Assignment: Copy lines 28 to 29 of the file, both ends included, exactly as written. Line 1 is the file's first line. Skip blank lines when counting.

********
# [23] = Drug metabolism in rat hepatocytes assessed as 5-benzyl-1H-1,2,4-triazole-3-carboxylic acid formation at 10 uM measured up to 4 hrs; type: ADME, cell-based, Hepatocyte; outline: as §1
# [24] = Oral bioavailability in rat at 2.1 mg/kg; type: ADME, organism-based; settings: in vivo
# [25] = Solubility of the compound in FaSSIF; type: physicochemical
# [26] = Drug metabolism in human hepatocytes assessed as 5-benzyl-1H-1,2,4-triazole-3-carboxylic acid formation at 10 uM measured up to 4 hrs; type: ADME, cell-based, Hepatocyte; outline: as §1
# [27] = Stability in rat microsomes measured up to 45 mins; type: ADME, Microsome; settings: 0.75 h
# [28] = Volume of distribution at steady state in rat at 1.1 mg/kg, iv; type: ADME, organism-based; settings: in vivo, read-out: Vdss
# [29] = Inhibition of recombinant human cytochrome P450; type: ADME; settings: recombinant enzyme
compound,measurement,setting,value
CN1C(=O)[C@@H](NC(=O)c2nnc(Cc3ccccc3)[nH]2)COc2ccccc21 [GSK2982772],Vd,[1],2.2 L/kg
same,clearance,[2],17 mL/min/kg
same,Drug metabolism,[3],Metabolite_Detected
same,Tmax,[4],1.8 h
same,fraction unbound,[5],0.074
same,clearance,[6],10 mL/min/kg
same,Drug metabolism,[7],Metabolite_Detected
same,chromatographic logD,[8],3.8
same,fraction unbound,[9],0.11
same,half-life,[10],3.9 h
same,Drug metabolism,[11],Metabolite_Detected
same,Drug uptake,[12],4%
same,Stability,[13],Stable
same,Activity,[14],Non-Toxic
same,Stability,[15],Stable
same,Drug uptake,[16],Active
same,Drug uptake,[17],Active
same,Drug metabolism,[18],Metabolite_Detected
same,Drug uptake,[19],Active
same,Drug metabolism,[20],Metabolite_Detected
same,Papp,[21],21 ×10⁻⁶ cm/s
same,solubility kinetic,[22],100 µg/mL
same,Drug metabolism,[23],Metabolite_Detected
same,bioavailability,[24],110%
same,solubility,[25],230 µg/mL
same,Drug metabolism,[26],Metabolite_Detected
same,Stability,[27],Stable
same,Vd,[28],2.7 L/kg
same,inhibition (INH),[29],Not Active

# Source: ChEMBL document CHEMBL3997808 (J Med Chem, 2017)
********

same,Drug metabolism,[20],Metabolite_Detected
same,Papp,[21],21 ×10⁻⁶ cm/s